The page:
Interview with John Celie, CEO of Celieplant and Bouquetnet
“We should have taken this step much sooner.”
“1 October marks a year at our new address at Japanlaan in Green Park Aalsmeer. Our volume has increased significantly at our new business location. And the reason? Efficient and sustainable business processes are key to our business, which is supplying cut flowers and plants to retailers inside and especially outside the Netherlands. Our new building has lower energy, service and management costs, our logistics system is now more efficient, and the business process is set up to be completely sustainable,” explains Celie in an open discussion.
“We deliver millions of bouquets to our retailers every year, so a business which is efficiently organised makes all the difference.”
What made you relocate?
“Our lease expired in 2014 so we were looking at various options. Extend the lease at the old site, construct a new building either there or next to the auction hall, or move to another location, such as Venlo. We looked at our options very carefully. In addition to the FloraHolland flower auction, Amsterdam Airport Schiphol is another important logistics hub in the flower business. The days that all our cut flowers were grown in the Netherlands are long gone. Now they are also flown in from distant countries (Africa and South America). Even so, we didn’t want to be far away from the ‘Silicon Valley for flowers’ (the auction hall), because packaging, species improvement, transportation, handling and marketing expertise are all widely available there. We also felt it was important that our new premises had a high-profile location near the A1 motorway, with 24/7 loading and unloading facilities. Green Park Aalsmeer and the current location perfectly met our needs.”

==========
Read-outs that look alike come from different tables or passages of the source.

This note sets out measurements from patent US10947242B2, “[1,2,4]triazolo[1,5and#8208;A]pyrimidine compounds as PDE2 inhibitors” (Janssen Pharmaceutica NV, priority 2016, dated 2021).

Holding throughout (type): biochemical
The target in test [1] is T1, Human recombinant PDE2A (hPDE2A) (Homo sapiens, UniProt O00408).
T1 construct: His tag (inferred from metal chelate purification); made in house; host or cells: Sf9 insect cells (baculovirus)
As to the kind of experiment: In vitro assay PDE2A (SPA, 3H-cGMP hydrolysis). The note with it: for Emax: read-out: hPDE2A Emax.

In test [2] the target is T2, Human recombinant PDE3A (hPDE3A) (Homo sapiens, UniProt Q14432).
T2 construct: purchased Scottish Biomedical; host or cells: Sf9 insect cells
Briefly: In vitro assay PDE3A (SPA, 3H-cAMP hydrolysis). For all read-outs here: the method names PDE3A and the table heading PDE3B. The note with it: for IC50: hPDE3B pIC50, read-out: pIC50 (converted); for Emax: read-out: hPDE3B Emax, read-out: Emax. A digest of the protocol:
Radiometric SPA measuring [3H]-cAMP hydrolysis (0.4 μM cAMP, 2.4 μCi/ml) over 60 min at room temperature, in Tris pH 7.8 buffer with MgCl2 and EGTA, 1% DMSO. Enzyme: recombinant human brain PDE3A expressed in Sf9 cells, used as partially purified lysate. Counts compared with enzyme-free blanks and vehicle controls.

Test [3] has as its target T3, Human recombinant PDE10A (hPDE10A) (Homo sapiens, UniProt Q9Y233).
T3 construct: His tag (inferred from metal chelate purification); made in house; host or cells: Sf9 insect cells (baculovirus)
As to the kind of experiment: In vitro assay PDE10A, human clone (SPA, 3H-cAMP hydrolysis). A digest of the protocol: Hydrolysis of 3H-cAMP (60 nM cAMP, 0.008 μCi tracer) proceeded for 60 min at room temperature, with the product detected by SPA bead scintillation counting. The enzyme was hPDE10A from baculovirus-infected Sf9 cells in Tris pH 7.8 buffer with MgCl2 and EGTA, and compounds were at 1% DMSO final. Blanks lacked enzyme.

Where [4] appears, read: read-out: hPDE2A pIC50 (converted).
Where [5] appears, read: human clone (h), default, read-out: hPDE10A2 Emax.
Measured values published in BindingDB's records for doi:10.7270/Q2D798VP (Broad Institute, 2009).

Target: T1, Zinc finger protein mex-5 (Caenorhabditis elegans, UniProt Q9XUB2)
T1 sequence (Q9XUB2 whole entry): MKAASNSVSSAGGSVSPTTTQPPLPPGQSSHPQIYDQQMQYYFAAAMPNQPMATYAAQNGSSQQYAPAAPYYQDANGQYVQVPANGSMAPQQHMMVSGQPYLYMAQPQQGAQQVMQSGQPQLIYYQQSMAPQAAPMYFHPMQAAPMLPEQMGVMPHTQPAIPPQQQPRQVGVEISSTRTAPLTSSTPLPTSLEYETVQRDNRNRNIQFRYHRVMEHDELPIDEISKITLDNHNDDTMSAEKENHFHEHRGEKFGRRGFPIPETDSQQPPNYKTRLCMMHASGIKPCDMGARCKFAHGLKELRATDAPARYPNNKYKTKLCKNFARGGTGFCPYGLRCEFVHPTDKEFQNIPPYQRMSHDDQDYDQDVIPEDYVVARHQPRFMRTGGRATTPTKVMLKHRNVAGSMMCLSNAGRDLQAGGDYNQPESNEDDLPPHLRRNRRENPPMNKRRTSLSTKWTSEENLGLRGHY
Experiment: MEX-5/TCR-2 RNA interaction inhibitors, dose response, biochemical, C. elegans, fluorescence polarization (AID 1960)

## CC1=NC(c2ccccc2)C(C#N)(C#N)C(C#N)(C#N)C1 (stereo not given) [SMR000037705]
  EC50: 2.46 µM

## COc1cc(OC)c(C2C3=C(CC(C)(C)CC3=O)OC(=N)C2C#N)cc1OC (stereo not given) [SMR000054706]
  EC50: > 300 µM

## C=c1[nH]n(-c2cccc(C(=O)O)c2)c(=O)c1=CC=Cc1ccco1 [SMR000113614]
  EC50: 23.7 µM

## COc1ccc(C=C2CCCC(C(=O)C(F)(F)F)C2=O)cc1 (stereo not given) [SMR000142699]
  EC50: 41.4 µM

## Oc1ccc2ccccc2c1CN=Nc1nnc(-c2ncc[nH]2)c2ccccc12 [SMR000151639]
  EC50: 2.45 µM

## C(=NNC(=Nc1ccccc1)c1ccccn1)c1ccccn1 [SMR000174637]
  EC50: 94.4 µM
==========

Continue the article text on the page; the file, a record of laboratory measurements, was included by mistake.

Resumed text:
That seems quite a challenge, a ‘new building’.
“We spent some time looking around, checking out how the big boys of logistics had set things up. We also engaged some help from a property consultant who had previously helped people with creating new business premises. Together with him and our logistics manager, we analysed the pros and cons of the various locations and wrote a business case exploring the possibilities and innovations of new construction. A concrete building was the most suitable for our plans to build an energy-neutral and above all sustainable premises. After the presentation of a well-detailed plan, the Rabobank agreed with our proposals – something very important at a time of strict loan requirements. Another important consideration was that the Celieplant and Bouquetnet companies can really develop their own identity here.”
“Carriage in; carriage out. We had to consider everything.”
Is it easier to innovate at a new location?
“All the innovations that we implemented in our new building contribute to better operating results. That is why the concrete building has thick walls and a solid concrete roof, keeping it cool in summer and warm in winter (just like Kuehne + Nagel at Schiphol Logistics Park). This is an ideal environment for cut flowers, and means we don’t have to buy a heating boiler and connect gas. The heating of the building is recuperated from the waste heat of our cooling. We reuse wastewater from our flowers and rainwater to fill our flower containers. We also use to it flush the toilets and wash our hands. We have seven separate waste streams, five of which are fully recycled. The 10,600 m2 roof is equipped with 2,000 solar panels, which provide for almost all our energy needs, so we really are energy-neutral. Once our fleet is all electric, as is planned for the near future, we will actually have our own filling station. We are fully CO2 neutral, which is increasingly important for all entrepreneurs who want to invest in the future. We therefore expect that many colleagues in the future will have to follow what we’ve done.”
“Real sustainability pays off in everything you do. Today, but even more so in the future.”